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Old 02-10-2007, 02:54 PM   #735
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Default Is Ryan Smyth expendable?

I know it would be impossible but i would looooooooove to see this guy in a avs sweater...

EDMONTON - If the Edmonton Oilers believe they still have a shot at making the playoffs on, say, Feb. 25, general manager Kevin Lowe likely won't entertain any thoughts of trading free-agent winger Ryan Smyth before the NHL deadline two days later.

But what if the Oilers are 10 points behind the Minnesota Wild for the last post-season spot in the Western Conference in two-and-a-half weeks?

Then what?
Ryan Smyth: Trade clock is tickingView Larger Image View

What if Lowe can't get close to re-signing the 30-year-old left-winger to a four- or five-year contract as the trade deadline clock ticks down?

Doesn't Lowe, at least, have to pay attention to what other Stanley Cup contending teams might offer? You can be rest assured that GMs from teams like the Anaheim Ducks, Dallas Stars, Detroit Red Wings, San Jose Sharks and Carolina Hurricanes would be on their cellphones if the Oilers fall out of the playoff picture in the next few weeks.

What happens if a powerhouse team offers their first- or second-best prospect or a first-round draft pick for Smyth, who bleeds Oilers blue and is the most popular player with local fans.

What if Anaheim GM Brian Burke, for example, offered 19-year-old winger Bobby Ryan, the No. 2 overall pick in the 2005 NHL entry draft, because they could use Smyth to play on a line with Teemu Selanne and Andy McDonald?

Maybe Carolina GM Jim Rutherford says, "here's Andrew Ladd and a draft pick."

Wouldn't Lowe have to listen? Sure. But nobody has called about Smyth -- yet.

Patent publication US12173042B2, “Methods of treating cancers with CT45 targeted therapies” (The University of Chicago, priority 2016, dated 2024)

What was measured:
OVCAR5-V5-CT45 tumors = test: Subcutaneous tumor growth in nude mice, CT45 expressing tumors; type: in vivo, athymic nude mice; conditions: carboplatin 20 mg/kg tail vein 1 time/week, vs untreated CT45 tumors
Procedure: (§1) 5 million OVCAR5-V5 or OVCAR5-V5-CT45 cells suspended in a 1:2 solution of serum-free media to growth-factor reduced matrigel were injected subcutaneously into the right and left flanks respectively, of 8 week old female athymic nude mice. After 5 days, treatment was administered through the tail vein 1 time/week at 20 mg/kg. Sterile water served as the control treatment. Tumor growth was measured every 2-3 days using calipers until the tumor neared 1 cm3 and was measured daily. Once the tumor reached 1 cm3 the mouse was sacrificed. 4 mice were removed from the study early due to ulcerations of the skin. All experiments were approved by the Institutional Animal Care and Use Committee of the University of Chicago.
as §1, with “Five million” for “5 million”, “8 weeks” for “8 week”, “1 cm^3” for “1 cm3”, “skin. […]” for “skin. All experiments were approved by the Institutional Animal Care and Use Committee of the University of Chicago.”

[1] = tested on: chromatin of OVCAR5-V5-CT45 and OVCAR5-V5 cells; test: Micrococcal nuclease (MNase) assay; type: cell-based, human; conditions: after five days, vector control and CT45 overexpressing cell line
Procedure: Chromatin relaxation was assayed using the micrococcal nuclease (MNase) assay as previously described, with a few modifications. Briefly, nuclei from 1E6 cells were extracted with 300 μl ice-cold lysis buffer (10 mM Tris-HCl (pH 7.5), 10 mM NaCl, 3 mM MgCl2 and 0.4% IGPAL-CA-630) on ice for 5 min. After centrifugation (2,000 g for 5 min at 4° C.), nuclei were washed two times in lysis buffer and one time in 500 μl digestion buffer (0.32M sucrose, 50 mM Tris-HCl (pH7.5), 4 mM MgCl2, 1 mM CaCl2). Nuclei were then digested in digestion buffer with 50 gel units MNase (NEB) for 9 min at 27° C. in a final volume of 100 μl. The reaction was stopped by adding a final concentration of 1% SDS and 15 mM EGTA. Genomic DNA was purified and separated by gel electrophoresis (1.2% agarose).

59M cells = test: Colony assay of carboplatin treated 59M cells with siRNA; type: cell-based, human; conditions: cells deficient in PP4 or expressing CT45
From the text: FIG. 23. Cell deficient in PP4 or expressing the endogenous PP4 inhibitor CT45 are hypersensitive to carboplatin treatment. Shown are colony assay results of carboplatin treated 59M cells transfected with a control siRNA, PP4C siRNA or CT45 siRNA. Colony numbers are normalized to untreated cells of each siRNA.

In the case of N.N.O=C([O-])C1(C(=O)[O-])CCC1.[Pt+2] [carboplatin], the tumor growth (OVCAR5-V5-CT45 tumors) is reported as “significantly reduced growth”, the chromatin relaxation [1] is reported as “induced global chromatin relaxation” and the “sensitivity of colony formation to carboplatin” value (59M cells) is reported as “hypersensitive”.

Nobody has called up Lowe with a pitch that makes him say, "hmmm!"

NHL general managers obviously feel that Smyth, who's having a terrific season and is on pace to score more than 40 goals despite missing 10 games, will re-sign with the Oilers. Or maybe they don't want to give up anybody of value now for a rental because they might be able to sign him themselves on July 1.

The Oilers are reportedly offering Smyth between $4.25 million US and $4.5 million a season, which probably isn't enough for a player of his calibre.

Smyth is looking for both a long-term contract and more money, quite possibly a five-year, $25-million deal. The Oilers may be willing to sign him for five years, but may not be willing to part with the cash. How about a four-year package?

Smyth turns 31 on Feb. 21, so a five-year pact may be a reach for Lowe and company.

When Glen Sather was in charge of the Oilers, the team didn't sign free-agent goaltender Curtis Joseph before the 1998 trade deadline and opted not to move him because they needed to make the playoffs and make some money for the owners. Cujo got the club into the post-season and they won a round before he left for the Toronto Maple Leafs, grabbing a four-year $24 million deal.

During Lowe's tenure, Doug Weight was traded when money was definitely an issue. He also dealt Bill Guerin before it became one.

Lowe thought defenceman Eric Brewer was going to cost him too much down the road, so he had no trouble putting him in the Chris Pronger deal with the St. Louis Blues in August 2005.

That has always been Lowe's modus operandi: Get something if you can't afford a player. But Weight and Guerin were moved before the salary cap and Lowe absolutely knew he couldn't pay either star in the old free-spending NHL.

For now, Lowe still plans on signing Smyth before the trade deadline. Lowe feels Smyth, who was sixth overall in the 1994 draft, is the perfect Oiler.

As for Smyth, he also has to know he has a good thing going here. Neither the Oilers, nor Smyth's agent have slammed down the phone because they're insulted with negotiations thus far.

Lowe seems more interested right now in acquiring a puck-moving defenceman. He's a buyer, not a seller.
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The Oilers are being careful about the Bruins' Brad Stuart. Boston has reportedly asked for more from the Oilers (a roster player and a solid prospect or a high draft pick). They're not going all out to get him because, like most teams, they feel Stuart wants to return to California (his wife is from there) and there's a good chance he'll sign a free-agent deal this summer with the Los Angeles Kings. His old GM, Dean Lombardi, drafted Stuart for the Sharks.
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